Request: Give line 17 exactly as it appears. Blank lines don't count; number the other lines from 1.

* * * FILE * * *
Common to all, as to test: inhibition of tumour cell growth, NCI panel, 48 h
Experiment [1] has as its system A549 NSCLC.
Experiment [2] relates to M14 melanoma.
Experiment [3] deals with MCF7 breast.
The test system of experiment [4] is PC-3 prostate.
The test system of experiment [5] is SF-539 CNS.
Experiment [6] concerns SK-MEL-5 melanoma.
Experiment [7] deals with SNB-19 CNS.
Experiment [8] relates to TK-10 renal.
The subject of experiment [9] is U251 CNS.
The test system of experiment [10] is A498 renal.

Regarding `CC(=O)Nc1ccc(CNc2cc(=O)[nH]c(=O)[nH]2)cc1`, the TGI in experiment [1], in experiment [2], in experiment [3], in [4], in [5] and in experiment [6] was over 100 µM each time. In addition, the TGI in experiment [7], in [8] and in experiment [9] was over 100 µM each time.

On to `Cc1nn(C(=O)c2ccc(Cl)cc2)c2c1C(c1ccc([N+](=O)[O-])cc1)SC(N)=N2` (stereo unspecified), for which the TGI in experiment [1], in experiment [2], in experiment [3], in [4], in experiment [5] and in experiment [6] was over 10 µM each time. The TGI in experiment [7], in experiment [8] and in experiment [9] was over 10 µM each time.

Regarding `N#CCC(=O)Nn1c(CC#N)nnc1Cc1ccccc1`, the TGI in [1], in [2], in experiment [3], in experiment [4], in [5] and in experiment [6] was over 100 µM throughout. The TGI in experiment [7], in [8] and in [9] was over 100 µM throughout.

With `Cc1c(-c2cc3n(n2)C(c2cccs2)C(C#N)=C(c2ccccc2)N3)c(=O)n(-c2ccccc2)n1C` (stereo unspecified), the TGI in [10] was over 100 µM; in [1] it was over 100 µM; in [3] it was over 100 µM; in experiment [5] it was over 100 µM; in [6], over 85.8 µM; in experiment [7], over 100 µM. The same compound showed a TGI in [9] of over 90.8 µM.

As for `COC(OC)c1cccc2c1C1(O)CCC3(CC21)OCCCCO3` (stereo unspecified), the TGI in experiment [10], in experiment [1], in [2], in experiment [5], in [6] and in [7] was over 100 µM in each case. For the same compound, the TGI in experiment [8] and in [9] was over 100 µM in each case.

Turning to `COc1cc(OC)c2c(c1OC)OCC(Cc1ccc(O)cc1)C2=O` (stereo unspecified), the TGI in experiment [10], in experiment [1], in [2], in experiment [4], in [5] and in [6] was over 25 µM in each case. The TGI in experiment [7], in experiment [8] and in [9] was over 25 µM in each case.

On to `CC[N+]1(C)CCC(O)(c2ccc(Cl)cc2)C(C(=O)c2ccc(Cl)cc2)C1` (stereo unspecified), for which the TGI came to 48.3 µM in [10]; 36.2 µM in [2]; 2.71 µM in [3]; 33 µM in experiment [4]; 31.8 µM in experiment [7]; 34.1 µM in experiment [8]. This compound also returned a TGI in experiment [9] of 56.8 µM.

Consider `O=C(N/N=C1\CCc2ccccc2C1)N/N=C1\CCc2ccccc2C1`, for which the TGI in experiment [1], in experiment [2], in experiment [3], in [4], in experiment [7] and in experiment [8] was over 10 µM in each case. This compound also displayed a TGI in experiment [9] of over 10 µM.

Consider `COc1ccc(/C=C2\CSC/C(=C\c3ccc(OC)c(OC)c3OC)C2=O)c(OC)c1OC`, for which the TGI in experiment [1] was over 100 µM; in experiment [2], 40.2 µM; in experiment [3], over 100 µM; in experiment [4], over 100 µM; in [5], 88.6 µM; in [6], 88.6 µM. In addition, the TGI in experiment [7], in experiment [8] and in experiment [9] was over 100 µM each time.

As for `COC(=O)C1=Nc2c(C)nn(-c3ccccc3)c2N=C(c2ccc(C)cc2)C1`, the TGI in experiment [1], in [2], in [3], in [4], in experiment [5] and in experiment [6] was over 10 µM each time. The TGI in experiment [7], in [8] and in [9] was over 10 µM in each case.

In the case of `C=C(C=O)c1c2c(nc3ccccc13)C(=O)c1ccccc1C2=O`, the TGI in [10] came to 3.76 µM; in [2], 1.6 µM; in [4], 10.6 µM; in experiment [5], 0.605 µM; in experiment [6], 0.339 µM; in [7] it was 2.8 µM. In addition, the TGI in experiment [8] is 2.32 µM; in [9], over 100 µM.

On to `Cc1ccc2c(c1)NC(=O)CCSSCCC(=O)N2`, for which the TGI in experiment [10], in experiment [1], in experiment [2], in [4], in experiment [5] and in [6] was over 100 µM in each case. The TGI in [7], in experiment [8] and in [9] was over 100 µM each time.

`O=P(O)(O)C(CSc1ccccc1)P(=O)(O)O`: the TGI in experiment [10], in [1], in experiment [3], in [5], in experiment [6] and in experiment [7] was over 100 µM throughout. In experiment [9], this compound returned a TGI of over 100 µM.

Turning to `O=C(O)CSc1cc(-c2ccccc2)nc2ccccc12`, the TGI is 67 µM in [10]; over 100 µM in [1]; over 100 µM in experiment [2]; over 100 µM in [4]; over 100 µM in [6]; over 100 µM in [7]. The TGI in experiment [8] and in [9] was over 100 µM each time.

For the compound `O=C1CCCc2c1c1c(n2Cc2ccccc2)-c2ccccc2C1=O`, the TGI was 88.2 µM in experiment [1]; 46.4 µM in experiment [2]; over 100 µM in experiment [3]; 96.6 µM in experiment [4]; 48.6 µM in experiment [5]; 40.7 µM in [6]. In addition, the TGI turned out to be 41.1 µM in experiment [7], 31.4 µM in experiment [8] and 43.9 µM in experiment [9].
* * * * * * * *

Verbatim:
Turning to `COc1cc(OC)c2c(c1OC)OCC(Cc1ccc(O)cc1)C2=O` (stereo unspecified), the TGI in experiment [10], in experiment [1], in [2], in experiment [4], in [5] and in [6] was over 25 µM in each case. The TGI in experiment [7], in experiment [8] and in [9] was over 25 µM in each case.